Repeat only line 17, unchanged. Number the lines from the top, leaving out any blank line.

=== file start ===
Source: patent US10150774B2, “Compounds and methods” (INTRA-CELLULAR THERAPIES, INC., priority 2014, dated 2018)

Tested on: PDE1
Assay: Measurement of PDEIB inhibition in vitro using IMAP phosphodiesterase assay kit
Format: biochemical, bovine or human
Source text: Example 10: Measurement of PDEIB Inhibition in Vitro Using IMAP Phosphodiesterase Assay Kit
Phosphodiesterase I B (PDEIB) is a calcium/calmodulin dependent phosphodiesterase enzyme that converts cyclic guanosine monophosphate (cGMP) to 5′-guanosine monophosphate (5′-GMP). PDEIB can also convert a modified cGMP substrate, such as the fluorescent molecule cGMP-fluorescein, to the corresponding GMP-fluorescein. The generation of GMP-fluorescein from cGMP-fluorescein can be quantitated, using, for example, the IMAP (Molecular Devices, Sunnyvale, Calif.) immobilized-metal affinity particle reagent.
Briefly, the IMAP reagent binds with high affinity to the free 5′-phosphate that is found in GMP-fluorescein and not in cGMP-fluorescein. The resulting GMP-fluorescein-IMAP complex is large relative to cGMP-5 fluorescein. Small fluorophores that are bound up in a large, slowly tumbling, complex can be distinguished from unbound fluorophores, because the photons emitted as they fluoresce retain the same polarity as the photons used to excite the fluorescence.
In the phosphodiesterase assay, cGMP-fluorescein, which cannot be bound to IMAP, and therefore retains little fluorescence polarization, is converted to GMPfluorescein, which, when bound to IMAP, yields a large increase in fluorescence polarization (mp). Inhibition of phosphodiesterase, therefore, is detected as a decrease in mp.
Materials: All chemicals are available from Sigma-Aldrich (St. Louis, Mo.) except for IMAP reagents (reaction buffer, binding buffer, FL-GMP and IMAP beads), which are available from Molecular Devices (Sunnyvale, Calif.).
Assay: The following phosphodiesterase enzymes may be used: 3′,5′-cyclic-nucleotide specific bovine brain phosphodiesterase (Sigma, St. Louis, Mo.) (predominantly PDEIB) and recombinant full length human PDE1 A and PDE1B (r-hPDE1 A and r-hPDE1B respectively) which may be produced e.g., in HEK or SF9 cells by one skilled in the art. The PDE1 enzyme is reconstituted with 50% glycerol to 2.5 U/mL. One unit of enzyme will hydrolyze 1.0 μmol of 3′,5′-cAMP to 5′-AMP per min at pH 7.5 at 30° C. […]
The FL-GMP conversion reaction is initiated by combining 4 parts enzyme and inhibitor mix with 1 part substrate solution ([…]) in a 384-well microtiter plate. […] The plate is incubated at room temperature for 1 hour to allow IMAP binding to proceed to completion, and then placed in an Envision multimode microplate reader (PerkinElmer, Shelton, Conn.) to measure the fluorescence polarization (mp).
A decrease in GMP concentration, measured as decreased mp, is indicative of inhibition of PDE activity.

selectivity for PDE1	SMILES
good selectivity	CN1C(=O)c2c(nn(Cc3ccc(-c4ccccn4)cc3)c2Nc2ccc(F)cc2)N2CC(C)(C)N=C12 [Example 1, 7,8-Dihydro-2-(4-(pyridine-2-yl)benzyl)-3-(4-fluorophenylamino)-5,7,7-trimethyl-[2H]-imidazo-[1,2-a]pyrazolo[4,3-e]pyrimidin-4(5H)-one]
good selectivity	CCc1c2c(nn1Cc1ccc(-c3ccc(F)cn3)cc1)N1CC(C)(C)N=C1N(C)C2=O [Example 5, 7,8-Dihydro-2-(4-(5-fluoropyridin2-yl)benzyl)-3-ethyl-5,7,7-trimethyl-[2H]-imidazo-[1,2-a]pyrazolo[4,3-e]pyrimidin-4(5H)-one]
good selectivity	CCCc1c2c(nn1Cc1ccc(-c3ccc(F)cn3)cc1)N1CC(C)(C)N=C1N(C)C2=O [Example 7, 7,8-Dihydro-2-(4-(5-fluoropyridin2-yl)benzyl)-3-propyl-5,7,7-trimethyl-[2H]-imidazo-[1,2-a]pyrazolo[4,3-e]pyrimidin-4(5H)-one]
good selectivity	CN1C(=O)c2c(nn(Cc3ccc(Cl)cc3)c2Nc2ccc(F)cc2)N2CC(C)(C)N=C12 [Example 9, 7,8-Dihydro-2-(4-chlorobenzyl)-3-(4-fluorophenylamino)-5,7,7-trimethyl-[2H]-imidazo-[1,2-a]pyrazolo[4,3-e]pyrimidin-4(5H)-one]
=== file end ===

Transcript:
good selectivity	CN1C(=O)c2c(nn(Cc3ccc(Cl)cc3)c2Nc2ccc(F)cc2)N2CC(C)(C)N=C12 [Example 9, 7,8-Dihydro-2-(4-chlorobenzyl)-3-(4-fluorophenylamino)-5,7,7-trimethyl-[2H]-imidazo-[1,2-a]pyrazolo[4,3-e]pyrimidin-4(5H)-one]